Bernie Has A Gun Problem. Will He Deal With It?

Not long after an assault weapons ban expired, Sanders voted to give gunmakers wide-ranging legal immunity. The result has been catastrophic.

The most promising movement against gun violence in decades has a new friend in Washington: Sen. Bernie Sanders, who released a video last week promoting his meeting with the Parkland High students.

But as Sanders attempts to hitch himself to this inspirational group of teenage activists, he has a serious problem he needs to come to terms with: his track record voting in favor of some of the worst laws pushed by the gun lobby.

The Parkland students went through an unbelievably traumatic experience. But because they are prepared not just to mourn, but to stand up and fight back, I think it's possible we are going to see real change.

His lowest moment was in 2005, when he voted for a law that prevents victims of gun violence from suing gunmakers and sellers — even those who profit from the AR-15–style semi-automatic rifles used in many of the deadliest mass shootings of recent years. The timing of that vote was significant: It came a year after the Bush administration allowed a 10-year ban on assault weapons, introduced in the Clinton era, to expire.

The cost of ending that assault weapons ban, and shielding gunmakers from much of the basic legal accountability faced by any other US business, quickly became clear. Sales of semi-automatic rifles like the AR-15 went through the roof, and so did the number and frequency of massacres committed with them. By the time Sanders was seeking the Democratic nomination in 2016, parents of 6-year-olds killed in the Sandy Hook massacre were fighting in court to overturn the immunity law he supported.

Prior to his presidential run, guns were rarely a political obstacle in Sanders’ long political career. Pro-gun views are widespread in rural Vermont, a state with a long hunting tradition and virtually no firearms regulation. But they are anathema to the majority view of the Democratic Party — and Hillary Clinton and her supporters didn’t let him forget it in 2016.

Knowing this, Sanders finessed his vote by sending mixed messages. On some days, he’d say he stood by his controversial vote. "Do I think the victims of a crime with a gun should be able to sue the manufacturer? No, I don't," he told the New York Daily News in April that year.

On other days, he’d let it be known he was reconsidering. "I think we should take another look at that legislation and get rid of those provisions which allow gun manufacturers to act irresponsibly,” he said in Iowa in January 2016. He later cosponsored a Senate bill repealing the immunity.

Clinton pounced, accusing him of flip-flopping. She was right, and that should have damaged his reputation as a political renegade, but it didn’t. Compared to a former secretary of state and spouse of a former president, Sanders, with his wild hair and righteous pulpit-pounding, seemed a picture of authenticity. (Clinton flip-flopped too, but no one has ever celebrated her “authenticity.” That, however, was Sanders’ stock-in-trade.)

Sanders continues to stress that he’s no longer in the National Rifle Association’s good graces — he supports a return of the assault weapons ban — while saying, incredibly, that makers of AR-15–style semi-automatic rifles should be given a special form of legal immunity.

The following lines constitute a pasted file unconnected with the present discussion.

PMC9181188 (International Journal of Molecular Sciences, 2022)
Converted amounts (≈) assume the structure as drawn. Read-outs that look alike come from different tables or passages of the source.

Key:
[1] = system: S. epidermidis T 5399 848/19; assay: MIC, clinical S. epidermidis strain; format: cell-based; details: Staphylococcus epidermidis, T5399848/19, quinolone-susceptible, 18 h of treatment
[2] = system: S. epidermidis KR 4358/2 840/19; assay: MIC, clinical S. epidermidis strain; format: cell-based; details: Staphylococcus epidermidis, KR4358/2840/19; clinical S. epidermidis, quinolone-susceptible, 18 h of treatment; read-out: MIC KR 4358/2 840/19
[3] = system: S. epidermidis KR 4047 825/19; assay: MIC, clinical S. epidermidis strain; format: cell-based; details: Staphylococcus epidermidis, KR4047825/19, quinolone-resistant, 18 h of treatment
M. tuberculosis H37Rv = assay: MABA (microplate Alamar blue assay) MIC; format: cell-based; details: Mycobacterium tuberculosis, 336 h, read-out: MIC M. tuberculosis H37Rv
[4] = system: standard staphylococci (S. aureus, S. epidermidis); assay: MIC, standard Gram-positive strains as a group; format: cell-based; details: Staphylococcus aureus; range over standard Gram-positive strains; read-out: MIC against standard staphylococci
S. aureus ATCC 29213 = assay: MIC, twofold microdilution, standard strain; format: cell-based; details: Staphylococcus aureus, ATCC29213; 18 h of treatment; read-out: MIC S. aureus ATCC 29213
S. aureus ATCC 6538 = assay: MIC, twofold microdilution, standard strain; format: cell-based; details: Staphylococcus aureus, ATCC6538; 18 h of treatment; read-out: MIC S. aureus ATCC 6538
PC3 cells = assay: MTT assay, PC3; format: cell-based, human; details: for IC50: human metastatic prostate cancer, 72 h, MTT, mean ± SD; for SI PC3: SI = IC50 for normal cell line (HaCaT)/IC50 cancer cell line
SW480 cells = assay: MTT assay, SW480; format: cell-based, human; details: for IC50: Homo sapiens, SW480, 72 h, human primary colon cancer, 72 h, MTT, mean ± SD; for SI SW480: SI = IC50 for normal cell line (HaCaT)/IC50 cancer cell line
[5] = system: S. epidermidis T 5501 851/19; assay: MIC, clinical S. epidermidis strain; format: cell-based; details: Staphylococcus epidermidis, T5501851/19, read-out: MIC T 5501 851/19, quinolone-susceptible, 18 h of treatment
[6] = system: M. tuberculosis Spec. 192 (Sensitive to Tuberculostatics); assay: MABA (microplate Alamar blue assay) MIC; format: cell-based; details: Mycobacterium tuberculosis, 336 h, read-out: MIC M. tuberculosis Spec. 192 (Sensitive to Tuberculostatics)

It was with this history that Sanders met with the amazing teens who not only survived the massacre at their high school in Parkland, Florida, but who are now leading the most promising movement against gun violence since Congress banned the making and selling of assault weapons 24 years ago.

I’d presume the Parkland teens hope that aligning themselves with Sanders will send a message to other mobilized students: that standing against the NRA is standing against a status quo that paves the way for school shootings. In challenging Clinton, Sanders also fought against the establishment — and the Parkland activists probably see Sanders as a natural ally.

But I’m also going to presume they would reconsider that if they were fully informed of Sanders’ gun record. Families of Parkland victims who seek justice are held back in part thanks to the gun immunity law the senator happily defended last year. And I'm presuming Sanders didn’t explain his gun record to them, for the same reason he didn’t explain it to Democrats during the 2016 primaries.

The greatest strength of these teenage activists is their unimpeachable credibility. Arguing against their anti-NRA and pro–gun control views means arguing against people who know more about death and violence than most middle-aged men. Theirs is not just an evidence-based argument — it is fueled, biblically speaking, by great vengeance and furious rebukes.

Aligning themselves with a man who gave legal protection to gunmakers, however, would be the first step in compromising that credibility. How can you be against the gun lobby when you’re standing with someone who helped that lobby win one of its greatest victories?

For Sanders, however, there’s nothing but upside. His next White House run will require a whitewashing of his gun record, and what better way of doing it than by aligning himself with young gun control activists whose credibility is unimpeachable?

Sanders’ flip-flopping on guns in 2016 was standard campaign politics. But this time is different. This time he’s threatening to compromise one of the most promising movements in a generation, all for his own political gain.

John Stoehr is a fellow at the Yale Journalism Initiative, a contributing writer for the Washington Monthly, and a U.S. News & World Report contributing editor.

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